Camarena is a Mexican from Mexico, complicated by an upbringing in the U.S.,
Uruguay, and Mexico. She became a resident of the Mission District of San
Francisco in 2008.
Since arriving in the Mission, Adriana began
collecting tales of borders, line-crossings, and overlapping identities told by
residents to provide a layered picture of this traditionally working class
immigrant neighborhood in California. Class, gender, race, and ethnicity are
explored in the context of old and new displacements through her
multi-disciplinary storytelling project titled “Unsettlers: Migrants, Homies,
and Mammas in the Mission District of San Francisco”. Contact: firstname.lastname@example.org, www.unsettlers.org.
Gordon Chin has been a San Francisco activist for nearly
half a century. He retired in 2011 as Executive Director of the Chinatown Community
Development Center, an organization which has been in the forefront of community
organizing, neighborhood advocacy and affordable housing development in San
Gordon Chin was born in San Francisco on February 11, 1948.
He attended Merritt Junior College and San Francisco State University. He has
served on the boards of the Center for Community Change, the San Francisco Public
Utilities Commission and the San Francisco Recreation and Parks Commission, He is
currently working on a book of memoirs entitled “Building Community, Chinatown Style”.
Rhodessa Jones is Co-Artistic Director of the San Francisco performance company Cultural
Odyssey. She is an actress, teacher, and writer. Ms. Jones is also the Director
of the Medea Project: Theater for Incarcerated Women, which is a performance
workshop designed to achieve personal and social transformation with
incarcerated and HIV positive women. On May 16, 2014 Rhodessa was the Keynote
Speaker for the Graduation Commencement for the Department of Performance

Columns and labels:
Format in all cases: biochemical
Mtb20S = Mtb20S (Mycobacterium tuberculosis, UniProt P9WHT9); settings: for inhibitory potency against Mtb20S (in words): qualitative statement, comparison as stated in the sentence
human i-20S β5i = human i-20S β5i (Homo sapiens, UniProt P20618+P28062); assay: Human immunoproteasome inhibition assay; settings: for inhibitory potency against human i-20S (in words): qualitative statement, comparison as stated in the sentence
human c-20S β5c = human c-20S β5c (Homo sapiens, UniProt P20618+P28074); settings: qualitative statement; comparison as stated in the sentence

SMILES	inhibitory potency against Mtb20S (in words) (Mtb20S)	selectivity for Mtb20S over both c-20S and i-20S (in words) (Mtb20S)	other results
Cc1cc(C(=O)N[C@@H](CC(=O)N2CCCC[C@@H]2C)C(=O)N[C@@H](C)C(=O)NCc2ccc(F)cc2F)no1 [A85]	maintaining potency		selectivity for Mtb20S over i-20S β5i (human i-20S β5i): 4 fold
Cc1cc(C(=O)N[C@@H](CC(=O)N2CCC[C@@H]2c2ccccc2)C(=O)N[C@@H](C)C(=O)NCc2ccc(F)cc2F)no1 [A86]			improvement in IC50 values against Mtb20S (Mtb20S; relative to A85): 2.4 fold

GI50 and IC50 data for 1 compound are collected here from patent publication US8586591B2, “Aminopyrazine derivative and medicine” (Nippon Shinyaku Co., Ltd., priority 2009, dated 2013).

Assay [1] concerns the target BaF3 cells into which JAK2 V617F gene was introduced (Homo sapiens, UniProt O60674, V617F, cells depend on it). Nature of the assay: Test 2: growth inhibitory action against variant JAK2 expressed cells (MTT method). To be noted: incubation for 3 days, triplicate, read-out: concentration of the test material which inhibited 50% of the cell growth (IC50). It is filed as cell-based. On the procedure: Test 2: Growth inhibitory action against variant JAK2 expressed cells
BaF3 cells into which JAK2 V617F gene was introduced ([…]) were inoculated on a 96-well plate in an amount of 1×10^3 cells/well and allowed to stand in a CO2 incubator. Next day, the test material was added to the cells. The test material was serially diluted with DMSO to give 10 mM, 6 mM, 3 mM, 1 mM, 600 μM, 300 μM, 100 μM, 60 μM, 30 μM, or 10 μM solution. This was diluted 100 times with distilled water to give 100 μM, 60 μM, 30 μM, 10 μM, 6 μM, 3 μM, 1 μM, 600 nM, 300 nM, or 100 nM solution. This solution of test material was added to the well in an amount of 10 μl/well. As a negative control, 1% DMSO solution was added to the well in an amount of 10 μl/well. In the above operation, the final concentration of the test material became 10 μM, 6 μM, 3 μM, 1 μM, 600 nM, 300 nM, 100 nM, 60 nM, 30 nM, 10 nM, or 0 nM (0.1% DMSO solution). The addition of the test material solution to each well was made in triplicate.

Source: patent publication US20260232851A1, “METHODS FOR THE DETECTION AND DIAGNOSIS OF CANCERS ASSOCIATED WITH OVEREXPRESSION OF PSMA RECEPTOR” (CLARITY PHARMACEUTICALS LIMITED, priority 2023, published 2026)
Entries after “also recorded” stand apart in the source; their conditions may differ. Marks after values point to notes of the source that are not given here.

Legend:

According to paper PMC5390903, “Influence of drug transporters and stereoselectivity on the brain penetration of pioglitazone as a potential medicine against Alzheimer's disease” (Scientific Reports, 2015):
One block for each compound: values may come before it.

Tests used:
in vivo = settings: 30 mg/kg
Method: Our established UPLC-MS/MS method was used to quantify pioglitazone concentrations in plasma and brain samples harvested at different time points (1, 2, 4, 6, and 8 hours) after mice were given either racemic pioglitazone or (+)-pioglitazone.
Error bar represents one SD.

Studies, UC Berkeley. During Spring 2014 she was the Interdisciplinary Artist
in Residence at the University of Wisconsin. Beginning in 2015 Rhodessa will be
a Visiting Professor at St. Mary’s College in Moraga, California.
The Medea Project
The Medea Project is a
production of Cultural Odyssey, which continues to develop original productions
that demonstrate their vision of "ARTS AS SOCIAL ACTIVISM". In 1989,
on the basis of material developed while conducting classes at the San
Francisco County Jail, Rhodessa Jones created "Big Butt Girls, Hard Headed
Women", a performance piece based on the lives of the incarcerated women
she encountered. During the work's creation, Jones and jail officials were made
aware of issues that were specific to female inmates, such as guilt,
depression, and self-loathing, which arose in response to feelings of failure
in the face of community. These issues directly contribute to recidivism among female
offenders. Based on this observation, Jones founded THE MEDEA PROJECT: THEATER
FOR INCARCERATED WOMEN to explore whether an arts-based approach could help
reduce the numbers of women returning to jail.
Adriana Camarena: UNSETTLING STORIES FROM THE MISSION DISTRICT
Gordon Chin: PERSPECTIVES ON DISPLACEMENT IN SAN FRANCISCO
Gordon Chin will share his
observations about the current housing and affordability crisis in
San Francisco, drawing parallels with displacement struggles in SF
history, including the International Hotel, urban renewal, and
other high-profile housing displacement in the 1980's and 1990's.
He will draw from his experiences in Chinatown, but also citywide
issues with community organizations working in coalitions, pushing
progressive housing and land use policies, and legislative
Rhodessa Jones: ONCE UPON A TIME IN A PLACE CALLED NOW!
I believe in performance as “public communion” that involves taking the stories of women from the edge and placing them center stage to tell herstories. I will address this and other issues in the context of my ongoing work inside the prison industrial complex in America and South Africa as well as my present work with women who are HIV positive.
The Medea Project